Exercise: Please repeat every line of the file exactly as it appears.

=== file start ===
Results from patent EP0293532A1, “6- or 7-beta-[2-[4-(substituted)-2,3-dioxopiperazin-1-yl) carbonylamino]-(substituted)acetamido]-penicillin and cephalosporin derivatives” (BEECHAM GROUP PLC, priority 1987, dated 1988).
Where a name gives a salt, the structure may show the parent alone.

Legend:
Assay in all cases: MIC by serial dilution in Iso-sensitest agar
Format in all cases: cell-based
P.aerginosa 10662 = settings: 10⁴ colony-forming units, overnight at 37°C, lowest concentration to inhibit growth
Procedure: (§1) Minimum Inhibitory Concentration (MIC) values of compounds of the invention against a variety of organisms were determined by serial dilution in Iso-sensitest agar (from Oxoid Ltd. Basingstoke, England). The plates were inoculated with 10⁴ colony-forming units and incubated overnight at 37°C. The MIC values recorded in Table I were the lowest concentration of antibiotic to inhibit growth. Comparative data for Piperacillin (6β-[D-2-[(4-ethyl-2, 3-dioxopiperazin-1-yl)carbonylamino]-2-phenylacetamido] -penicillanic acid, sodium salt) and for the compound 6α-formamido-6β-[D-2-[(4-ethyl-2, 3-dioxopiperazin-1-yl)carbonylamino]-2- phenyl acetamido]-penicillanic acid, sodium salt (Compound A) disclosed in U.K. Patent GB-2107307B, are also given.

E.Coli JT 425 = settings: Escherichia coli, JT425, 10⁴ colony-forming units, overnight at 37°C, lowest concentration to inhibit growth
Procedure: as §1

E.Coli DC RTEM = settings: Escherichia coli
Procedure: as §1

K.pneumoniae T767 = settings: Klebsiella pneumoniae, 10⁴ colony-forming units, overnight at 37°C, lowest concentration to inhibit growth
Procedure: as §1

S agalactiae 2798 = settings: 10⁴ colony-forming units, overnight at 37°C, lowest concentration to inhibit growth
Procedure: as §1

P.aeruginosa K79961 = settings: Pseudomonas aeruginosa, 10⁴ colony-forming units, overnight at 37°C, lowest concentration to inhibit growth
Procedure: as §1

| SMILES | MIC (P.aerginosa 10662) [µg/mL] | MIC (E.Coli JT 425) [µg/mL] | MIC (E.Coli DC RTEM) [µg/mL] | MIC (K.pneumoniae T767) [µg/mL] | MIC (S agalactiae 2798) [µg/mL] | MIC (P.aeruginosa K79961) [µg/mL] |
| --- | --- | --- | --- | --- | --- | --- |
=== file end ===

Results from patent EP0293532A1, “6- or 7-beta-[2-[4-(substituted)-2,3-dioxopiperazin-1-yl) carbonylamino]-(substituted)acetamido]-penicillin and cephalosporin derivatives” (BEECHAM GROUP PLC, priority 1987, dated 1988).
Where a name gives a salt, the structure may show the parent alone.

Legend:
Assay in all cases: MIC by serial dilution in Iso-sensitest agar
Format in all cases: cell-based
P.aerginosa 10662 = settings: 10⁴ colony-forming units, overnight at 37°C, lowest concentration to inhibit growth
Procedure: (§1) Minimum Inhibitory Concentration (MIC) values of compounds of the invention against a variety of organisms were determined by serial dilution in Iso-sensitest agar (from Oxoid Ltd. Basingstoke, England). The plates were inoculated with 10⁴ colony-forming units and incubated overnight at 37°C. The MIC values recorded in Table I were the lowest concentration of antibiotic to inhibit growth. Comparative data for Piperacillin (6β-[D-2-[(4-ethyl-2, 3-dioxopiperazin-1-yl)carbonylamino]-2-phenylacetamido] -penicillanic acid, sodium salt) and for the compound 6α-formamido-6β-[D-2-[(4-ethyl-2, 3-dioxopiperazin-1-yl)carbonylamino]-2- phenyl acetamido]-penicillanic acid, sodium salt (Compound A) disclosed in U.K. Patent GB-2107307B, are also given.

E.Coli JT 425 = settings: Escherichia coli, JT425, 10⁴ colony-forming units, overnight at 37°C, lowest concentration to inhibit growth
Procedure: as §1

E.Coli DC RTEM = settings: Escherichia coli
Procedure: as §1

K.pneumoniae T767 = settings: Klebsiella pneumoniae, 10⁴ colony-forming units, overnight at 37°C, lowest concentration to inhibit growth
Procedure: as §1

S agalactiae 2798 = settings: 10⁴ colony-forming units, overnight at 37°C, lowest concentration to inhibit growth
Procedure: as §1

P.aeruginosa K79961 = settings: Pseudomonas aeruginosa, 10⁴ colony-forming units, overnight at 37°C, lowest concentration to inhibit growth
Procedure: as §1

| SMILES | MIC (P.aerginosa 10662) [µg/mL] | MIC (E.Coli JT 425) [µg/mL] | MIC (E.Coli DC RTEM) [µg/mL] | MIC (K.pneumoniae T767) [µg/mL] | MIC (S agalactiae 2798) [µg/mL] | MIC (P.aeruginosa K79961) [µg/mL] |
| --- | --- | --- | --- | --- | --- | --- |